It’s totally presumptuous for me to compare myself to Derek Jeter. I’ve been fortunate enough to meet him and his family and to provide some research assistance for his Turn Two Foundation, but any comparison should stop there … almost. Last fall, I also stepped off a baseball field in the Bronx, and took off the only uniform that I’ve worn in my adult life, for the final time, with a heavy heart, albeit with little fan fare.
I’ve had the great fortune to coach rec league, little league, juniors and seniors baseball and softball. I’ve seen my daughter go from an unassured softball player to captain of her high school team and now on to play in college. As a coach, I’ve watched my now 17-year-old son pitch a no-hitter, hit walk-offs and celebrate with his longtime teammates, three district titles, a section championship and the best record in the 2014 16U New York State Championships. It has been easy to lose myself in the thrill of vicariously actualizing my own long-diminished skills through the success and development of the young men and women that I have coached over these years. With the 2015 youth baseball tournament season now underway, it’s bittersweet to realize that my coaching career has ended.
As a sports marketing researcher, I’m a student of the human condition, but I’m also honest enough to acknowledge that part of the joy of coaching youth sports is to satisfy one’s own competitive spirit … to revel in putting a beat-down on the next town over and to take pride in the accomplishment of your own kids. But it’s more than empty rhetoric to suggest that in an age where kids are over-programmed and spending less time being physically active in front of a screen, it’s gratifying to share a passion for baseball and the life lessons and positive values that it instills. From an admittedly commercial/ sports marketing perspective, youth sports may be one of the few remaining relatively fertile grounds for grassroots activation.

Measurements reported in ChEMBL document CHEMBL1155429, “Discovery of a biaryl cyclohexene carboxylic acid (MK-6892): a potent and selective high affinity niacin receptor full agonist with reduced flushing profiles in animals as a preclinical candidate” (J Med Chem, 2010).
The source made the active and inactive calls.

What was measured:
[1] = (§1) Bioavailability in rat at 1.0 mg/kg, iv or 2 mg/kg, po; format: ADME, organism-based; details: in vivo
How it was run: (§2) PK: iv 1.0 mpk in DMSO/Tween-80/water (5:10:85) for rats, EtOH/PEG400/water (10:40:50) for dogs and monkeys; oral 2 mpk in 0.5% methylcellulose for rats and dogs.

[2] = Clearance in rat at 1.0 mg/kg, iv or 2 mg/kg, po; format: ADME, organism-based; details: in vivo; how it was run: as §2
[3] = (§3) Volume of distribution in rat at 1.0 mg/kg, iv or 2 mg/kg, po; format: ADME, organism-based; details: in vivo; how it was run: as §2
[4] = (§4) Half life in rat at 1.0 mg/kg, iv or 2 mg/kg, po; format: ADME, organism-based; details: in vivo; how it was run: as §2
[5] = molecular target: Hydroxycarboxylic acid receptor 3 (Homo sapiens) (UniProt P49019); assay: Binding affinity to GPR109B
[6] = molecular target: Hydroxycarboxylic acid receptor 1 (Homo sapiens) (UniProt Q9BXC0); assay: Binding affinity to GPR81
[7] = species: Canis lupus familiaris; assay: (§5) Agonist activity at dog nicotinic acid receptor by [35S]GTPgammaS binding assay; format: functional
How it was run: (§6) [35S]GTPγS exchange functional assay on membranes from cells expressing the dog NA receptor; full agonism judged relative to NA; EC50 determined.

As I think back upon all of the great memories that coaching has provided, some of the more poignant ones come from hopefully making a difference in the lives of these kids. There was the softball player from a recently broken household, asking her mom, if I could be “the new dad”; the kid who after going “o-for” the fall season, hit a no-doubt-about-it homer; the long-time “surrogate son” calling at all hours during the off-season to talk baseball and college plans. And in my last game as a coach, how fitting for a kid that had shown great effort, but struggled mightily at the plate to provide one last great coaching moment.
This young man was not one of the regular tournament players. I had never coached him before, but his positive attitude and willingness to work hard were infectious, and we had created a great connection throughout the season. We were down badly in the second game of a doubleheader in the seventh and final inning, when the batter before him drew a two-out walk. I normally offer encouragement and perhaps a quick strategic observation to hitters as they approach the plate, but this time, perhaps the fact that there was one out remaining in my final game as coach, had gotten the best of me, as I told the kid, “Shake off the other at bats. You’re not going to be the final out of my coaching career.” The batter after him struck out to end the game on the losing side of a rout, but not before this kid blasted a 300-foot double over the center fielder’s head. His ear-to-ear smile as he looked my way from second base reminded me what youth sports is really all about, and demonstrated its raw power across multiple dimensions.
In sports marketing we often worry about resonating with the next generation of fans. Both the research that my company conducts across sports as well as personal experience continue to demonstrate that the real secret sauce of engaging a passion for a sport or property is through human, personal connections that are inherently timeless. That’s something that all sports marketers should remember, this All-Star tournament season.